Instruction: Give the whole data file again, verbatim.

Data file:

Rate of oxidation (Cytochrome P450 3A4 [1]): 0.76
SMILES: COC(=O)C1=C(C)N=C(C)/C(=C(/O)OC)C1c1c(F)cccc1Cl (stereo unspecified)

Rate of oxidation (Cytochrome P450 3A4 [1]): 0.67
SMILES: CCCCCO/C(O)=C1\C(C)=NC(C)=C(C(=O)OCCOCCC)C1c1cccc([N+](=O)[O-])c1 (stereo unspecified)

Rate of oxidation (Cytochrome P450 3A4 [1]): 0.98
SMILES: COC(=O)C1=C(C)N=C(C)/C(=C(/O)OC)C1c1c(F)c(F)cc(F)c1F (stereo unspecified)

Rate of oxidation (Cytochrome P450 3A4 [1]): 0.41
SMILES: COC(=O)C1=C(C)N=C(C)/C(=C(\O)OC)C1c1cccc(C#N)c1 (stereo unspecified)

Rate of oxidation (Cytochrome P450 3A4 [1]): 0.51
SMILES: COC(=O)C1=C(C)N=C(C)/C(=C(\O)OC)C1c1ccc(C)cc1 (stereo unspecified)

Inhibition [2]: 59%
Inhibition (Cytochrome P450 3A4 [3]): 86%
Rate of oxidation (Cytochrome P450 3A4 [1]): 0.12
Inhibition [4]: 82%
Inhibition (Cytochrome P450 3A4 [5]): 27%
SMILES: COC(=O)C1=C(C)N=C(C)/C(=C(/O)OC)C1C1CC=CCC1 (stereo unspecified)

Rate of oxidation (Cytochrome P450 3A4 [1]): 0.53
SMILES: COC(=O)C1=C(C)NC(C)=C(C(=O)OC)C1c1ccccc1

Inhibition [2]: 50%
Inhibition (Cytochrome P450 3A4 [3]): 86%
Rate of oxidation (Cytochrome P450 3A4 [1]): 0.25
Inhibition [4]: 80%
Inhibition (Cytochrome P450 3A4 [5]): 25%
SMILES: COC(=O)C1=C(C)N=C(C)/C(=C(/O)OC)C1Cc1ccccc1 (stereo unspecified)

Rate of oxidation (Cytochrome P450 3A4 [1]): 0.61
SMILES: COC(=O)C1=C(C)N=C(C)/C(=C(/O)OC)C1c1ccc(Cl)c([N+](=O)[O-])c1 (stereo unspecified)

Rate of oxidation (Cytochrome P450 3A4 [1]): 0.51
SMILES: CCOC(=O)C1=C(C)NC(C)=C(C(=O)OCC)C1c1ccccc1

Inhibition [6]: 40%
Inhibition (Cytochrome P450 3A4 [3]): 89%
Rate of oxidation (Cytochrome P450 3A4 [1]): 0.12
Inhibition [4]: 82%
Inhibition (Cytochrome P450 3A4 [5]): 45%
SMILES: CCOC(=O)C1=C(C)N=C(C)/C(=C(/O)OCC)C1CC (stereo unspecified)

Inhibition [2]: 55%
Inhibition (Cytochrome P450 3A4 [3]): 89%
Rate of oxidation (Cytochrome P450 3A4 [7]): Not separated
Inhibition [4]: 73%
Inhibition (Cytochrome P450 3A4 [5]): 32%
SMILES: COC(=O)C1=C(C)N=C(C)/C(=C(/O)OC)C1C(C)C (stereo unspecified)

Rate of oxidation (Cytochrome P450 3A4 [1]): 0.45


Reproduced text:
Rate of oxidation (Cytochrome P450 3A4 [1]): 0.76
SMILES: COC(=O)C1=C(C)N=C(C)/C(=C(/O)OC)C1c1c(F)cccc1Cl (stereo unspecified)

Rate of oxidation (Cytochrome P450 3A4 [1]): 0.67
SMILES: CCCCCO/C(O)=C1\C(C)=NC(C)=C(C(=O)OCCOCCC)C1c1cccc([N+](=O)[O-])c1 (stereo unspecified)

Rate of oxidation (Cytochrome P450 3A4 [1]): 0.98
SMILES: COC(=O)C1=C(C)N=C(C)/C(=C(/O)OC)C1c1c(F)c(F)cc(F)c1F (stereo unspecified)

Rate of oxidation (Cytochrome P450 3A4 [1]): 0.41
SMILES: COC(=O)C1=C(C)N=C(C)/C(=C(\O)OC)C1c1cccc(C#N)c1 (stereo unspecified)

Rate of oxidation (Cytochrome P450 3A4 [1]): 0.51
SMILES: COC(=O)C1=C(C)N=C(C)/C(=C(\O)OC)C1c1ccc(C)cc1 (stereo unspecified)

Inhibition [2]: 59%
Inhibition (Cytochrome P450 3A4 [3]): 86%
Rate of oxidation (Cytochrome P450 3A4 [1]): 0.12
Inhibition [4]: 82%
Inhibition (Cytochrome P450 3A4 [5]): 27%
SMILES: COC(=O)C1=C(C)N=C(C)/C(=C(/O)OC)C1C1CC=CCC1 (stereo unspecified)

Rate of oxidation (Cytochrome P450 3A4 [1]): 0.53
SMILES: COC(=O)C1=C(C)NC(C)=C(C(=O)OC)C1c1ccccc1

Inhibition [2]: 50%
Inhibition (Cytochrome P450 3A4 [3]): 86%
Rate of oxidation (Cytochrome P450 3A4 [1]): 0.25
Inhibition [4]: 80%
Inhibition (Cytochrome P450 3A4 [5]): 25%
SMILES: COC(=O)C1=C(C)N=C(C)/C(=C(/O)OC)C1Cc1ccccc1 (stereo unspecified)

Rate of oxidation (Cytochrome P450 3A4 [1]): 0.61
SMILES: COC(=O)C1=C(C)N=C(C)/C(=C(/O)OC)C1c1ccc(Cl)c([N+](=O)[O-])c1 (stereo unspecified)

Rate of oxidation (Cytochrome P450 3A4 [1]): 0.51
SMILES: CCOC(=O)C1=C(C)NC(C)=C(C(=O)OCC)C1c1ccccc1

Inhibition [6]: 40%
Inhibition (Cytochrome P450 3A4 [3]): 89%
Rate of oxidation (Cytochrome P450 3A4 [1]): 0.12
Inhibition [4]: 82%
Inhibition (Cytochrome P450 3A4 [5]): 45%
SMILES: CCOC(=O)C1=C(C)N=C(C)/C(=C(/O)OCC)C1CC (stereo unspecified)

Inhibition [2]: 55%
Inhibition (Cytochrome P450 3A4 [3]): 89%
Rate of oxidation (Cytochrome P450 3A4 [7]): Not separated
Inhibition [4]: 73%
Inhibition (Cytochrome P450 3A4 [5]): 32%
SMILES: COC(=O)C1=C(C)N=C(C)/C(=C(/O)OC)C1C(C)C (stereo unspecified)

Rate of oxidation (Cytochrome P450 3A4 [1]): 0.45